The concept of multiculturalism has been attacked with similar stupid arguments as the ethics of pacifism. Pacifism doesn’t exclude the right to defend yourself. Nobody claims that the only true pacifists are those who like the Amish people not even defend themselves when under attack. It rather means that you will never attack yourself and that you will only do what is absolutely required to preserve your integrity. Multiculturalism doesn’t mean to uncritically accept everything as long as it comes from a minority or a different culture. It isn’t political correctness in disguise. As little as we may know of the others, we can be sure they have their dark sides too, just like ourselves. Multiculturalism, however, means to listen first and to judge then. It means to enter an ongoing dialogue of people of good conscience. It involves the willingness to be changed and to change others. In our densely inter­connected world of increasing conflicts and cultural tensions it’s more than a pleasant daydream of some social romantics but may turn out to be a matter of pure survival. The cause of the next big war that could easily be the last one in our history will probably be water, diminishing resources in general – and the drive for cultural dominance. We need even intenser dialogue and exchange, a deeper mutual understanding of cultures and subcultures, of majorities and minorities, of regions and countries, of arts and traditions. We cannot accept the current limits of tolerance. We have to push them further in order to act as one humanity, to participate in each others achievements and to drive back fanatics and radicals that are everywhere.

World culture – the very idea
We deliberately avoid to speak of races here because this term is misleading. There are no human races but only slight variations of the same basic pattern. Modern science has discovered that all human beings living today have more in common than even our closest relatives in the animal kingdom. Despite all outer differences the average genetic deviations between two arbitrarily chosen humans in the world are less than between two individuals in any chimpanzee troop in Africa. There are hints that in recent geological past, probably due to a massive supervolcano eruption with global consequences some 75.000 years ago, a human world population of several millions has been reduced to some 10.000, maybe just a few hundreds. All living humans are descendants of a small group of survivors (probably in East Africa, there may have been a second surviving group in South India). We’re all children of the same disaster that could have wiped out our whole species. Barely enough time has passed to actually split us into different races. Our differences are essentially cultural ones, based on nature’s greatest gift to our species, our almost limitless ability to create. The most rewarding way to mutual under­standing is thus to experience our arts and cultural traditions.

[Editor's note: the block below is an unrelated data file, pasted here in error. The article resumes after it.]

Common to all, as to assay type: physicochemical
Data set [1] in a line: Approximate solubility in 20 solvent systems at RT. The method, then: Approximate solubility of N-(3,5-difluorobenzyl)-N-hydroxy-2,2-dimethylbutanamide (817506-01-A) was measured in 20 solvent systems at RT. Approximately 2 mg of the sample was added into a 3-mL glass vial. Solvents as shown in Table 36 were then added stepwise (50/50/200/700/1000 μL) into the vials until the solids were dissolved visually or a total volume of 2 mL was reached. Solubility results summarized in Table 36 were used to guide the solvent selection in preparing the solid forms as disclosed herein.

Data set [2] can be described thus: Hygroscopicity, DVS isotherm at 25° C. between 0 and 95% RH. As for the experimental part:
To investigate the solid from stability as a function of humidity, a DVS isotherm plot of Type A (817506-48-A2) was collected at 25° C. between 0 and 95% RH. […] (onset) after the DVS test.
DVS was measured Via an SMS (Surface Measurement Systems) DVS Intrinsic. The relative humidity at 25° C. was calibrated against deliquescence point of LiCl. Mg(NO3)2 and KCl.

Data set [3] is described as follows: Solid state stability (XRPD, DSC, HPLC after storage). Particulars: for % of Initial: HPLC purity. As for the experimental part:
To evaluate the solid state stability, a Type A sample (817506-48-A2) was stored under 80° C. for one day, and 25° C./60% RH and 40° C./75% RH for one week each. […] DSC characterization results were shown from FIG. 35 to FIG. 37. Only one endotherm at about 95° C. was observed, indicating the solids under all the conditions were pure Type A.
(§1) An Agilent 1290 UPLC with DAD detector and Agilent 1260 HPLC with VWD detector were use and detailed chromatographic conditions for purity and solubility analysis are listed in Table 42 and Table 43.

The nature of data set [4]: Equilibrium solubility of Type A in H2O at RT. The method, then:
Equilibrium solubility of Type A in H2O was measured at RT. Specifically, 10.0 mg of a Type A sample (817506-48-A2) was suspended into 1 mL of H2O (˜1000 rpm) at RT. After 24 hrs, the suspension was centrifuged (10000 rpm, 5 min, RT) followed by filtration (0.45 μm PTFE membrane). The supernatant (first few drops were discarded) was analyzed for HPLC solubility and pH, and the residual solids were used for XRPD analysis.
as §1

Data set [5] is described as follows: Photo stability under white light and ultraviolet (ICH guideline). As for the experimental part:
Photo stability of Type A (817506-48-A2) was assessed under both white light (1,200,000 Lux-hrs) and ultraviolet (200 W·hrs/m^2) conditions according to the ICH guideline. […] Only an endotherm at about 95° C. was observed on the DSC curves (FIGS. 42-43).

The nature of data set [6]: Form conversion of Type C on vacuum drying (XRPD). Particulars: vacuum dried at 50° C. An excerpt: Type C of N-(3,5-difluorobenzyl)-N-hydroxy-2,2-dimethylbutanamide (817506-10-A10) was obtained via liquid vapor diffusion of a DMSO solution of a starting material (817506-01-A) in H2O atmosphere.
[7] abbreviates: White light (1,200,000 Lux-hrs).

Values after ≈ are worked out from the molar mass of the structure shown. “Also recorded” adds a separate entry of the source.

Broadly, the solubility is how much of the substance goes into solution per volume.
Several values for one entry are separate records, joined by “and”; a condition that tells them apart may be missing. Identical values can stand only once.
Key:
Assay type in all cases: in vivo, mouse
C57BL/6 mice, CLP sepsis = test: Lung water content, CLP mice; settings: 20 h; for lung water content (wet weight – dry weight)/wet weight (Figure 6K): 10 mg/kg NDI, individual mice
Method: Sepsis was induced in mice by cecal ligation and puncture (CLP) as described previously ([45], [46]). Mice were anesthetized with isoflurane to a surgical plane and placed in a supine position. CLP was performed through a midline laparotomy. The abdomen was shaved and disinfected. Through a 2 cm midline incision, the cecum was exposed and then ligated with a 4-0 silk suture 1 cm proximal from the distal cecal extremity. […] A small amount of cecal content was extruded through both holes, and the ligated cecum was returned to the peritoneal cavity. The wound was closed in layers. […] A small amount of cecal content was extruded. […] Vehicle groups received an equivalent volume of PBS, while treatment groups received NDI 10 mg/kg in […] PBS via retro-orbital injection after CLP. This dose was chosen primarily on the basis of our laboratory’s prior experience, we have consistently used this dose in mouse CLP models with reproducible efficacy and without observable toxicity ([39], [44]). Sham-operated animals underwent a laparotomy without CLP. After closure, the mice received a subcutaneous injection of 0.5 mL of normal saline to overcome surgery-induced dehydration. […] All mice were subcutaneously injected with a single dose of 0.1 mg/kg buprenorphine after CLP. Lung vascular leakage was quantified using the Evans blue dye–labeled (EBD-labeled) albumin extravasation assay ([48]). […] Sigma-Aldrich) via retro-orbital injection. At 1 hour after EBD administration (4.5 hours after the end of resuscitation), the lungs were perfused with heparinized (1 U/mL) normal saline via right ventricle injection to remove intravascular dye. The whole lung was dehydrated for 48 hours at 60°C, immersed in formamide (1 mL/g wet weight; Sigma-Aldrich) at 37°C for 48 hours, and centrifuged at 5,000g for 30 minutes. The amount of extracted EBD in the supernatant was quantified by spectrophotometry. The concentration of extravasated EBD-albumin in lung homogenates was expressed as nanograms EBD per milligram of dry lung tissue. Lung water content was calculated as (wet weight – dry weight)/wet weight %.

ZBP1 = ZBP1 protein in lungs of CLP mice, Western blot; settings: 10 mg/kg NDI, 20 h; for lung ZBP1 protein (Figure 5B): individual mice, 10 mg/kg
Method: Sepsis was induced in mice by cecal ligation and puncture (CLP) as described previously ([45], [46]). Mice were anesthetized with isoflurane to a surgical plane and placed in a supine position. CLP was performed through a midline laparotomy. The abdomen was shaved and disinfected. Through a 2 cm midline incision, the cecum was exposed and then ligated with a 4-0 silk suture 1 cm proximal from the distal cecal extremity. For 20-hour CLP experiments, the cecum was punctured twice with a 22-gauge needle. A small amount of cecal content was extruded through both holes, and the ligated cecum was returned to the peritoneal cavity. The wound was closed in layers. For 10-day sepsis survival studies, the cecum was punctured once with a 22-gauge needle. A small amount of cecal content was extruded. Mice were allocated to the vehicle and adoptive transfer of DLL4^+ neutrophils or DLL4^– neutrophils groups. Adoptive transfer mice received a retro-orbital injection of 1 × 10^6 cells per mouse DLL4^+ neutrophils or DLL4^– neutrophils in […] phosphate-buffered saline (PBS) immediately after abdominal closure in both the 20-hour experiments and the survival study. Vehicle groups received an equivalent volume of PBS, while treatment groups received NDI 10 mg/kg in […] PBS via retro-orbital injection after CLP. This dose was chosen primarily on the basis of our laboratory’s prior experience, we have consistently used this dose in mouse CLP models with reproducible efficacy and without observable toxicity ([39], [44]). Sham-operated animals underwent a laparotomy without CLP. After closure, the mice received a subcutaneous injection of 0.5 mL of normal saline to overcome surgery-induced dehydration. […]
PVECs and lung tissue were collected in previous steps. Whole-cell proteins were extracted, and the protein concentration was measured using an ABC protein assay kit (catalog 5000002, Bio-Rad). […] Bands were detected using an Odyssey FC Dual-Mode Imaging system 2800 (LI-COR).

The idea of world culture is based on the fact that out of their unity of mental and biological facilities human beings were able to create a tremendous diversity of music, literature, visual and performing arts that widens and deepens with each day. No minority or ethnic group has been too small or too marginal not to produce outstanding examples of human ingenuity. Who ever has tried to really open his eyes and see what’s there on our very planet may have found that there are not just worlds but whole universes of wonder and excitement to discover, unknown to most of us. Modern mass media, the Internet especially, have made it convenient as in no earlier time in history to experience writings, music, drama, paintings and crafts from around the world. Most of it, however, is marginalized and ignored by mainstream consumer culture with its focus on what’s hip, what’s cool and what’s new and its short memory span. Occasionally there are glimpses of what an established world culture could achieve. In the mid-eighties e.g. there was a short boom of ethnically influenced pop music and people who would never have done so under different circumstances became aware of Mory Kanté or Ofra Haza. The one-hit-wonder “Seven Seconds” may have interested many new listeners in the extraordinary African rock music of Youssou N’dour and in African music in general. Fine. But consumer culture that so much depends on sensation and newness usually turns to other things fast. World culture, however, is here to stay. But it’s a challenge. It demands personal efforts. Even in the age of Internet it requires a lot of determination and persistence to find out, say, what filmmakers in East Africa do, what great rock bands there are in India or Malaysia, what inventive electronic music was produced in South America. Most of world culture still lies idle, hardly accessible to all those who might be interested.